Any community mediation center must respond to the conflict needs of its community. I don’t purport to have all the answers as to what a Marin County community mediation center would or should look like. Local needs and demand will drive that decision. What I do know is that it’s time our community recognized conflict assistance as a core value and then backed up the proposition by establishing a center whose mission it is to provide free private mediations to everyone who needs them.
Volunteerism Among Mediators
As mentioned above, state and local bar associations and legal aid organizations create volunteer infrastructure, making it very easy for attorneys who want to volunteer their services to meet the needs of low-income people who require those services. Typically, the bar association or agency provides the volunteer opportunity by announcing the availability of free legal services in the community, and the lawyer simply shows up on the appointed date (sometimes to a clinic, sometimes in court) and lends his or her expertise to the client. This is a highly efficient process, with the supply of free services intersecting with the demand for those services.
Because of the longstanding community service tradition among lawyers, and because many mediators are attorneys, the Bar represents an excellent model for analyzing mediator volunteerism. The State Bar of California’s Pro Bono Resolution (1989, 2002) urges lawyers to devote at least 50 hours per year to the indigent or to non-profit organizations that assist the underserved or poor. The California legislature, in Business and Profession Code Section 6073, refers to a “pro bono ethical commitment” for attorneys and states that “every lawyer… is expected to make a contribution” by providing “voluntary pro bono legal services to those who cannot afford the help of a lawyer.”
Although mediation organizations exist, membership is not a requirement to mediate professionally in the same way that membership in a state bar association is a requirement to practice law. The pro bono encouragement that a bar association does with its members is therefore missing among mediators. Moreover, there are no licensing requirements for mediators in California, so the legislature can’t promote volunteerism among mediators as it does with attorneys; there’s simply no forum for jawboning.
The issue in any case is less about convincing mediators to volunteer their time than it is about giving them the opportunity and an outlet for doing so. In my experience, people in the dispute resolution field are overwhelmingly kind and caring and eager to help others, so the mediator-equivalent of the attorney pro bono requirement would be superfluous. If we want mediators to lend their conflict expertise to the poor, what’s needed is infrastructure for them to actually perform that function. This means having a center that matches mediators with low-income disputants, as a legal aid society does with lawyers. A community mediation center plays precisely that role.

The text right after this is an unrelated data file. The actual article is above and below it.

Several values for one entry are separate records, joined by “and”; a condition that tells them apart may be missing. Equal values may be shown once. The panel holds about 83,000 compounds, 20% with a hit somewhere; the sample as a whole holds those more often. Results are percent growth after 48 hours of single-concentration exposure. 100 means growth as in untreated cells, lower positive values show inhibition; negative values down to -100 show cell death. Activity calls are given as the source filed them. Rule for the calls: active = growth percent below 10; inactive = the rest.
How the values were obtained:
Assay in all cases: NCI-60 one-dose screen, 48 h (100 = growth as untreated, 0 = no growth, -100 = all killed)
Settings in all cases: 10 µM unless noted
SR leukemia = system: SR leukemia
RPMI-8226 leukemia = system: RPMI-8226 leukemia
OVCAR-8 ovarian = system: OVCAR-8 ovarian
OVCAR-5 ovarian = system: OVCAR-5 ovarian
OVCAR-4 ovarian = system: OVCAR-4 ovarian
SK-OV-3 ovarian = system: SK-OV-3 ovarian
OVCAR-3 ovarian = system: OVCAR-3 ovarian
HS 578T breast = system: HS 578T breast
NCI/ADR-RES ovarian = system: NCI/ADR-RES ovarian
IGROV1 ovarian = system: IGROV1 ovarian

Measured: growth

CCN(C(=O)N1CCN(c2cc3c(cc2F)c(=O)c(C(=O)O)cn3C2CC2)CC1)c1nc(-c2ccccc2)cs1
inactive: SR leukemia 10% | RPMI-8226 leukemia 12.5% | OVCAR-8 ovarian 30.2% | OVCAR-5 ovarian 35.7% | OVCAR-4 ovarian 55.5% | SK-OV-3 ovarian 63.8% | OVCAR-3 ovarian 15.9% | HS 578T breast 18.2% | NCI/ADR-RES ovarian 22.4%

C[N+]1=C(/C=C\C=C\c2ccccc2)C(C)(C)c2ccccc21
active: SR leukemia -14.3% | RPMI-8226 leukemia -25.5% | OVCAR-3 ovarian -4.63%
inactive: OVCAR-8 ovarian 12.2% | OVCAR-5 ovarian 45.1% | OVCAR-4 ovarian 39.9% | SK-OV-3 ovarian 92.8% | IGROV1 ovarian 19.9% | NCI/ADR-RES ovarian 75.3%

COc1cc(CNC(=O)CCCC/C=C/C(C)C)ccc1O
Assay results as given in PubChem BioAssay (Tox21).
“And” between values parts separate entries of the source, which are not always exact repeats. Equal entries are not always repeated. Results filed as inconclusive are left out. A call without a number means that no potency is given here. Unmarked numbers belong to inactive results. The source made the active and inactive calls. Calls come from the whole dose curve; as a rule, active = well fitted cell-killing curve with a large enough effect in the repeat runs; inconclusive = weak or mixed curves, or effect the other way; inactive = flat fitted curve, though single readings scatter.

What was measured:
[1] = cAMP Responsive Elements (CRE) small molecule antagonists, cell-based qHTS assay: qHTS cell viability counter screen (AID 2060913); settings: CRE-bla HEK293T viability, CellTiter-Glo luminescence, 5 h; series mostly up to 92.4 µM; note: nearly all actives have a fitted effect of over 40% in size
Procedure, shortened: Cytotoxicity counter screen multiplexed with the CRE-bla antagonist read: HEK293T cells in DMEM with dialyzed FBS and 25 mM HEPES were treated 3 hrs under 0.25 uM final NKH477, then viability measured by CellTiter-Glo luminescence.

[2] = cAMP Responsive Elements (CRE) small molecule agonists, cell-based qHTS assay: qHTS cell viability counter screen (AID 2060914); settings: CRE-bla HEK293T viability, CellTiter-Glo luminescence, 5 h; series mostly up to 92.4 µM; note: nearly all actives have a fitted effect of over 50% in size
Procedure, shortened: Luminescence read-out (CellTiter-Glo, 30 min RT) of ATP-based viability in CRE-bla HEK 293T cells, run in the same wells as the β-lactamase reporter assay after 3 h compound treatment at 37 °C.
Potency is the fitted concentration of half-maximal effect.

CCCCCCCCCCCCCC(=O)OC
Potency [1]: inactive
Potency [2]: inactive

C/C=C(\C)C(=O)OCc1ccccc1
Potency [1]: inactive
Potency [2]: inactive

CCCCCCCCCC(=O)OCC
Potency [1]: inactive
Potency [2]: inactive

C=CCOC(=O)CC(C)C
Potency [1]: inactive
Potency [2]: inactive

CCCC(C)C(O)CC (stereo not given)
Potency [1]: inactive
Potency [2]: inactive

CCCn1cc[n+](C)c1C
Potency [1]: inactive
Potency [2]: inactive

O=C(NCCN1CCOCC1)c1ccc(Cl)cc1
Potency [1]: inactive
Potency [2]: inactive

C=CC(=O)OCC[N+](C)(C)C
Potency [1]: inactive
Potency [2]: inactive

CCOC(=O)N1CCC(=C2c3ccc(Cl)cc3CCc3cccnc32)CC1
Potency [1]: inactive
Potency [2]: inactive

Opportunities for private mediators in Marin to offer their services pro bono to the needy are basically nonexistent because we have no community mediation center here. In a word, we lack the necessary infrastructure. My own experience illustrates the point. I volunteer substantial time in Marin, as a Court Appointed Special Advocate (CASA) through the Juvenile Dependency Court and as a pro bono attorney, and have spent countless hours coaching youth sports on Ross Valley Little League fields and on San Rafael basketball courts, as well as serving on various nonprofit boards and committees. In other words, opportunities abound for me to give back to my community – except as it relates to mediation, which is my profession. In order for me to help the needy with dispute resolution, I am actually required to travel outside of the county to a community mediation center in another city because we have no center of our own. I am not the only Marin County mediator who does this.
Volunteerism not only lifts up communities but it also raises personal spirits. We are at our best and grow stronger when we help others and ask for nothing in return. If community service is a gift; community service in one’s own community is a greater gift. A mediation center in Marin will allow local mediators to help their neighbors and improve their community.
As a mediator and an attorney, I am keenly aware that many people who can benefit from mediation as a way of resolving disputes aren’t actually familiar with it. Most people are familiar with litigation as a way of dealing with a dispute. I am rarely required to explain what it means to get sued. On the other hand, alternative dispute resolution methods like mediation are still shrouded in mystery for much of the population. Like most mediators, I spend a fair amount of time explaining what mediation is (and what it is not) and how it can benefit people in conflict, and I do this not only at the outset of each mediation session but also whenever anyone will listen. I find that most mediators are ambassadors for the cause.
There is certainly greater understanding about alternative dispute resolution today than was the case 25 years ago when I entered law school. Most courts, including those in Marin County, have embraced ADR as a way to lighten dockets and relieve an overburdened judicial system. But a greater understanding of mediation isn’t tantamount to sufficient understanding, and a community mediation center plays an important role in this regard by actively engaging in public awareness and education activities regarding conflict resolution. Frequently this involves promoting conflict assistance at community events, coordinating with organizations, government agencies and schools, and working through peace officers to inform disputants that mediation is available. By advocating, initiating and serving as a resource for alternative dispute resolution, community mediation centers promote peace in neighborhoods and communities. Since we lack such a center in Marin, opportunities to create better neighborhoods and stronger communities through conflict resolution education are lost. Also lost is the opportunity to further unburden our courts by offering everyone with a dispute a viable alternative to litigation at the earliest stages of conflict.